Deceptive Extended Warranties
April 20, 2010
The Magnuson-Moss Warranty Act covers “service contracts,” frequently referred to as extended warranties. But the extended warranty most consumer receive is not an extension of the factory warranty, but a new contract from company that may not have a consumer’s best interests in mind.
Missouri’s Attorney General recently sued 6 local extended warranty companies. The six warranty companies are:
- National Dealers Warranty, Inc., a.k.a. StopRepairBills.com
- Warranty Activation Headquarters, Inc., a.k.a. Nationwide Automotive Protection
- Extended Warranty Corporation, Inc., a.k.a. Key Protection Group
- Dealers Warranty, LLC, a.k.a. MOGI
- U.S. Auto Warranty
- Dealer Warranty Services
Unfortunately, many consumers will not benefit from a lawsuit filed by the government. The Attorney General has asked for “full restitution” for victims, but is unlikely, or unable, to speak to each of those victims individually.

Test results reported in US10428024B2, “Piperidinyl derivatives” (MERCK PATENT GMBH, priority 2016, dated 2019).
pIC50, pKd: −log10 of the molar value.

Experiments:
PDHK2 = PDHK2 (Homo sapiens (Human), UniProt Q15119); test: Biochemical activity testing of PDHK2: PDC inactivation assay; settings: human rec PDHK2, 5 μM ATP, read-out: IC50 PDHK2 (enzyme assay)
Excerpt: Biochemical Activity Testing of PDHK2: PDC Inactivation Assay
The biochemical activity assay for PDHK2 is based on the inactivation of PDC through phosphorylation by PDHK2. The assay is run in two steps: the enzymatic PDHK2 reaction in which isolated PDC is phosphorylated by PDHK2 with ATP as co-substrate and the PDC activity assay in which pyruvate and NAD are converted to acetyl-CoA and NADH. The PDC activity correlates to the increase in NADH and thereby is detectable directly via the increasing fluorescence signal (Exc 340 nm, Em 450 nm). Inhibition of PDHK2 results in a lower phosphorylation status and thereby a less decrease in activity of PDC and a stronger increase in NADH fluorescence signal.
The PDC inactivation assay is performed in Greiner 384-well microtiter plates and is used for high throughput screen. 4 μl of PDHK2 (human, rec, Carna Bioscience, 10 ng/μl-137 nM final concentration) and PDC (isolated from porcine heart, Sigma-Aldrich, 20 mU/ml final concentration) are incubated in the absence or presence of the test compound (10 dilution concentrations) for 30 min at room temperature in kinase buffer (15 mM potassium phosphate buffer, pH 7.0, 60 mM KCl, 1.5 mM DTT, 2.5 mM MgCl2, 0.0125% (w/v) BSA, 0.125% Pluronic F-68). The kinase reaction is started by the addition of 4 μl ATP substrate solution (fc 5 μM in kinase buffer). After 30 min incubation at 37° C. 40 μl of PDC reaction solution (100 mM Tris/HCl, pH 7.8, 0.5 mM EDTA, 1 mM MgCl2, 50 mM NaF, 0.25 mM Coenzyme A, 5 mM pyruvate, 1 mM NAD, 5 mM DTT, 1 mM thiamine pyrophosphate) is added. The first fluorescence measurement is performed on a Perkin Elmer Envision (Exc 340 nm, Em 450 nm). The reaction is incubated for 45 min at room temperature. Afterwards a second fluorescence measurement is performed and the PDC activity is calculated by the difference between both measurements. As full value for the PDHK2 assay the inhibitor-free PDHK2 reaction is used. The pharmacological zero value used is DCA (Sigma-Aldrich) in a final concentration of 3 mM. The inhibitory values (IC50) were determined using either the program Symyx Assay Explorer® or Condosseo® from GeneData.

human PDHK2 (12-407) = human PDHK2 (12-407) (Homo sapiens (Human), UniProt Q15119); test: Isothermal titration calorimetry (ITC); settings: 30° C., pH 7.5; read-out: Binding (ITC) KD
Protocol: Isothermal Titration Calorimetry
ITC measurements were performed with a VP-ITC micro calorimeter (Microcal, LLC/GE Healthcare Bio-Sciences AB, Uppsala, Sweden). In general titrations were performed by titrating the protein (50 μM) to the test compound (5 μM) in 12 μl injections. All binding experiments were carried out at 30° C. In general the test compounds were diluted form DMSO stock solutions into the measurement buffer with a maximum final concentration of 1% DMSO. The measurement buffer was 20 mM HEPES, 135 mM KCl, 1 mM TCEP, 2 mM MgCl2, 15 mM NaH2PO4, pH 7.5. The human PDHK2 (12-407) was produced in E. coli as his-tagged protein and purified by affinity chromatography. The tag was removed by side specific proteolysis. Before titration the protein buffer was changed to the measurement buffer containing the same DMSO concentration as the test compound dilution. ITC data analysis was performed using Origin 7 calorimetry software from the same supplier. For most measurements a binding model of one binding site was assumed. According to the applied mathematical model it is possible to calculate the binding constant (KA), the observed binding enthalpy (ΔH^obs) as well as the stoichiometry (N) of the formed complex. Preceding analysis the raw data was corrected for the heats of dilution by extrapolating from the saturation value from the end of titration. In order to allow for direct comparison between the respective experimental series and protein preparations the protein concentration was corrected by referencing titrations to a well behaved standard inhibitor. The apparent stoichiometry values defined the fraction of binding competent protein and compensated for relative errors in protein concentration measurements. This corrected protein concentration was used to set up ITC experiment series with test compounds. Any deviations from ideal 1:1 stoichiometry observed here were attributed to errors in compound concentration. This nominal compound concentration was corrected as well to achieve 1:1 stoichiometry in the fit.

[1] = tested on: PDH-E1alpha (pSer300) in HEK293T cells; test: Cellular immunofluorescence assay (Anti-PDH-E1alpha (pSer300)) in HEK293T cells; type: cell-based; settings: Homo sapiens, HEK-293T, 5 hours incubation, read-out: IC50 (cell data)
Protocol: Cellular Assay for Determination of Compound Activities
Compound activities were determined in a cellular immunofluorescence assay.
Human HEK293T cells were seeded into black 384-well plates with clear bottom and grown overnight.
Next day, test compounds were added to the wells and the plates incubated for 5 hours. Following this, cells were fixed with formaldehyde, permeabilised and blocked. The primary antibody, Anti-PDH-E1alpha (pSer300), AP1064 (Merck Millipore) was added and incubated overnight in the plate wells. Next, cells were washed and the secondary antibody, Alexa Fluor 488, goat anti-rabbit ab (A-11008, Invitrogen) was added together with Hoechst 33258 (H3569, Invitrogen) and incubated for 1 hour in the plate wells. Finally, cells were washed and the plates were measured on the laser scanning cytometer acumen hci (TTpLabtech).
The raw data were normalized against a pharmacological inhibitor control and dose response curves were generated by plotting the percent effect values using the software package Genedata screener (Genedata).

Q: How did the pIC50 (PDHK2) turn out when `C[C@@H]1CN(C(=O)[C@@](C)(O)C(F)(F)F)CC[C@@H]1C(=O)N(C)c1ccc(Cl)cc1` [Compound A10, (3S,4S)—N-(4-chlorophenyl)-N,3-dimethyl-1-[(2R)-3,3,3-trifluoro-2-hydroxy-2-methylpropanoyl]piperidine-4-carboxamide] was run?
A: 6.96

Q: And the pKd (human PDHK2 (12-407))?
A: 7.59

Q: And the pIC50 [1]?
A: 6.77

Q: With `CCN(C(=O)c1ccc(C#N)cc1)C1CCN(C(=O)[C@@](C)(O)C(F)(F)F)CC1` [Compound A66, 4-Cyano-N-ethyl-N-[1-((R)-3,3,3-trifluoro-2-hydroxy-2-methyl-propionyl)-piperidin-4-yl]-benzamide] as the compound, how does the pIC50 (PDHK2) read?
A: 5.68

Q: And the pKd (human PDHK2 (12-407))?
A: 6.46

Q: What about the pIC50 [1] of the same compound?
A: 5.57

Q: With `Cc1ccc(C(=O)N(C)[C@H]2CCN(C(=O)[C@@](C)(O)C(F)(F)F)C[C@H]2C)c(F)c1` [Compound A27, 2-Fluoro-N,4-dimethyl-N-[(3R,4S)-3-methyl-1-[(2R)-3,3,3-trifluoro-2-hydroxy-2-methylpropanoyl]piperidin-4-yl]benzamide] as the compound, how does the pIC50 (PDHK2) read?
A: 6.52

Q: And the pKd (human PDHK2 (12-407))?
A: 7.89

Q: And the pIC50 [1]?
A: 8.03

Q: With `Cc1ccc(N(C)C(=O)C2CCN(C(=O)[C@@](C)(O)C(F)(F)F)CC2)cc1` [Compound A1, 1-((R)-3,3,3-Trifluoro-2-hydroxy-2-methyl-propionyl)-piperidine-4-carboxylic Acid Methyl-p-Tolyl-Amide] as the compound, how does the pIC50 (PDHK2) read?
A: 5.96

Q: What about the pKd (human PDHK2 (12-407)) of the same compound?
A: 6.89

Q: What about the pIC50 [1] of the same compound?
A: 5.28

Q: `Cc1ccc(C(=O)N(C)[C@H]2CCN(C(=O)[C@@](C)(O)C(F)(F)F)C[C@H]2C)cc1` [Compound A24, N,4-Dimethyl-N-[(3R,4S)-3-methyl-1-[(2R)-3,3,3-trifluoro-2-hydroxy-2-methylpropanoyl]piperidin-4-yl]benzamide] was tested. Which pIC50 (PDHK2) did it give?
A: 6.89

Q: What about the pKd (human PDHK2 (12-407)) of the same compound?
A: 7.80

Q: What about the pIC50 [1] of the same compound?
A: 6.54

Nor is the deception limited to those companies. Missouri’s Attorney General has also announced “a task force to look at sales practice guidelines designed to stop auto service contract fraud.” A primary concern is a new service contract, billed as an extended warranty, with coverage much worse than what a consumer had through the manufacturer.
One proposed solution is through regulation. In general, it appears most manufacturers and extended warranty companies tend to the bare minimum required by law. If no law exists, there is little financial incentive to try to satisfy consumers.
Another option is for individual consumers can hire their own attorneys to sue the extended warranty companies.
Finally, if a problem was first reported during the original factory warranty, the manufacturer may still retain responsibility for repairing the defect. The manufacturer’s warranty requires the issue to be corrected, regardless of whether the attempts take longer than the length of the warranty.